Nita Bajoria renounced her avatar of a businesswoman to pursue her passion for knitting stories around relationships, emotional needs and perceptions that build up the drama of life.
Creativity is in Nita Bajoria’s blood. As a little girl, she had exclusive access to her mother’s maroon jacket diary in which she would write poems as an expression of her day-to-day feelings. This gave birth to her interest in reading and ever since she read her first Enid Blyton novel, she could not turn her back on the world of literature.
Books play an integral part in Bajoria’s life. Since childhood, each time she came across a captivating book, she too wanted to write something similar. She was writing as a hobby—just like her mother—however, she vowed to publish at least one book before she drew her last breath.
Joining the family business
Coming from a Jain background herself, Bajoria completed her graduation and got married into a Marwari business family of Kolkata. “My husband Namit Bajoria ran a kitchen appliances business under the brand name Kutchina, and joining him was a natural course of action. I studied an interior designing course and joined Kutchina Modular Kitchen to help him develop the division, while also managing home and motherhood,” she says. However, she always felt that tinge of uneasiness while leaving her daughter behind and stepping out of the house for work. “As I turned 38, a thought started crossing my mind. I had passed almost half my life but my passion for writing still stayed a secret within me! Hence, I decided to quit my work and pursue writing.” It was a tough decision but her calling to write was too strong.
Playing second innings
With no formal education in literature, Bajoria took up her writing venture as a new challenge. From being a boss, she was now a struggling author. The decision resonated well as the mother got more time to spend with her daughter during her growing years. “I believe it was beginner’s luck that helped me further to continue with the decision. My writing journey started with short stories and travelogues and most of my work got a place in magazines—I still have my first remuneration cheque that was lovingly framed by my husband for posterity,” she adds.
A few months later, Bajoria came across an article about migration to mars that gave her the idea to write a novel on the subject—Migration To Mars. “Being my debut novel, it took me three years to finish thanks to all the research that went into it. However, the publishers told me that science fiction was not as popular as romance and thrillers in India. Not ready to give up, I opted for self-publishing my novel on Amazon,” says the author. Eventually, she published two graphic novels (Urban Chronicles 1 and Urban Chronicles 2), duo novella (The Casket and Besky), and a children’s book (Myra and the secret library).
Over the years, Bajoria sensed a gap in her writing and wanted to update her writing skills. Inspired by her husband who signed up for a Harvard Executive course of three years (with one month of class attendance at Harvard University in Boston), she pursued a Master’s in Creative Writing. Being a mother, it was challenging to do a fulltime course, hence she opted for a part-time online course from Manchester Metropolitan University and attained her Master in Arts in Creative Writing.
The survival instinct
In a community where you have countless leaders and business magnates, it is natural to have an identity crisis. Bajoria had to struggle to explain to her relatives that writing was her career and not a hobby, and that she needs to give as much time to writing as to any other profession that exists under the sun. “Unfortunately, women’s work is considered secondary in a man’s world. So, while my husband could be busy with work and my daughter could be engaged in studies or sports, I was supposed to be always available. With the prevailing notion that no concentration was needed for writing, I found my work getting shelved most of the time. Even my friends thought once I had written a book and submitted the manuscript to any publisher of my choice, the book would be published instantly,” she relates. With much pain, she had to explain that there is a fair amount of struggle and rejections that an author has to go through before getting a book published. However, she is glad that she has been able to educate them about the importance of her work and the publishing process.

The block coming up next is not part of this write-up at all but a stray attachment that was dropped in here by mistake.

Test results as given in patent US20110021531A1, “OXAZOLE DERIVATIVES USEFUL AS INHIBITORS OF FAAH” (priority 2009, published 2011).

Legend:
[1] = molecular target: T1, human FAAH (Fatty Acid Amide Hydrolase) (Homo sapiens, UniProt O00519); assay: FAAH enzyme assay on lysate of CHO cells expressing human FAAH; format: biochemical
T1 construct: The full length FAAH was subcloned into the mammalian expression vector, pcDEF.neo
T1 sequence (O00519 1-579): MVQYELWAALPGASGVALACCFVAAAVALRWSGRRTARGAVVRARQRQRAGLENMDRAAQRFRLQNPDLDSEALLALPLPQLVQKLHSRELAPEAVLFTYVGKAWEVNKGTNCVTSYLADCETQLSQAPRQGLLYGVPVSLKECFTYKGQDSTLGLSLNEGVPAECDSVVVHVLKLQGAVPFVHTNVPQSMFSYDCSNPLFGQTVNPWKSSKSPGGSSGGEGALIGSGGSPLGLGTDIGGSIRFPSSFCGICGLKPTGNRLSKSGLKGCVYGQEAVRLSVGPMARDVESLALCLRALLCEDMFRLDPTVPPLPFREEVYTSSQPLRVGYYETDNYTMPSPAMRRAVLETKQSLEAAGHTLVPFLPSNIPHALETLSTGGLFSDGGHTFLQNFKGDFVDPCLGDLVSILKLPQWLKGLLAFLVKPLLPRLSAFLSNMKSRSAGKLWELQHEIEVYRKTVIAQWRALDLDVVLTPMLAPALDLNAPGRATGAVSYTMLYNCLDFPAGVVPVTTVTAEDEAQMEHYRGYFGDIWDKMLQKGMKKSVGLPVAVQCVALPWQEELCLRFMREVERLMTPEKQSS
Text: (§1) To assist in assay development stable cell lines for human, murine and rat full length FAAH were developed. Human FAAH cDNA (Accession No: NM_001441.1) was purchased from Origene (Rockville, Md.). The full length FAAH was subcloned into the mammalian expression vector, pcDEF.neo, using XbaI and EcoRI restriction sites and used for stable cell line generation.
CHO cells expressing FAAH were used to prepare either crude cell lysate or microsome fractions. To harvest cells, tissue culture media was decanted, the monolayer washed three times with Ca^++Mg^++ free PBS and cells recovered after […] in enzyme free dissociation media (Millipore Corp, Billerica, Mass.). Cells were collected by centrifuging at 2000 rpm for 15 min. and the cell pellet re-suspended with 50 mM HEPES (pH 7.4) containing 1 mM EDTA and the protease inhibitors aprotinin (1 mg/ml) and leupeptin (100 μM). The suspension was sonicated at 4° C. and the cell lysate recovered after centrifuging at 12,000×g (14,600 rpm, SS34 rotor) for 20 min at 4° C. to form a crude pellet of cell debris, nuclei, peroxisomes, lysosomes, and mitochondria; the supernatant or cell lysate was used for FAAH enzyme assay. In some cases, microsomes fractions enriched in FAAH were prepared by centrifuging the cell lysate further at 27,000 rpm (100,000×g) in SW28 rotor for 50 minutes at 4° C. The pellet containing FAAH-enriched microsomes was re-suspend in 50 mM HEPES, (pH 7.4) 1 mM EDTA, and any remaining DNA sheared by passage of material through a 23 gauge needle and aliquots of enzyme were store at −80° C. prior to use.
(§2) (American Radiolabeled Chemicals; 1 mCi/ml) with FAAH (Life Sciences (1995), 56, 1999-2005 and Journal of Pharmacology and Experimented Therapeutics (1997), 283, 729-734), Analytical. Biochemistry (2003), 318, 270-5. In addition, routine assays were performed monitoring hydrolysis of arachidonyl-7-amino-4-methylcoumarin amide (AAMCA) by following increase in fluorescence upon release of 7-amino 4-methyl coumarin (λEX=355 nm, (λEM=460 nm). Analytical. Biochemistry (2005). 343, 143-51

Belonging to a Marwari background, she had challenges convincing her in-laws that a woman can be more than just being a housewife and that it is her right to utilise her talent and not waste it under the pretext of becoming a good housewife. However, with her husband’s support—who always believed in her dreams—she was able to cross the hurdle. Things have changed now for the better and her inlaws are proud to introduce her as their ‘author bahu’.
Scaling greater heights
Knitting stories around relationships and emotional needs is her forte. Currently, Bajoria is on an experimental mode and exploring varied types of fiction. Nevertheless, she is sure that her readers will drive her toward the style she is best at and help her find her niche in the writing world. She prefers to call herself a budding writer now, and aspires to become a renowned author in the future. Writing is destressing for Bajoria. She loves reading while travelling and is at her best when left alone to scribble on her laptop in a library or a café. Writing is the pillar that has held her in the face of all adversities of life and kept her sane. She is also grateful to her family, teachers, mentors, friends and readers who supported her in this journey.
A writer who is yet to touch the ceiling of top publishers in India, she is hopeful that her work will reach them soon and will get appreciated too. For now, she is in no hurry and wants to make the most of her journey.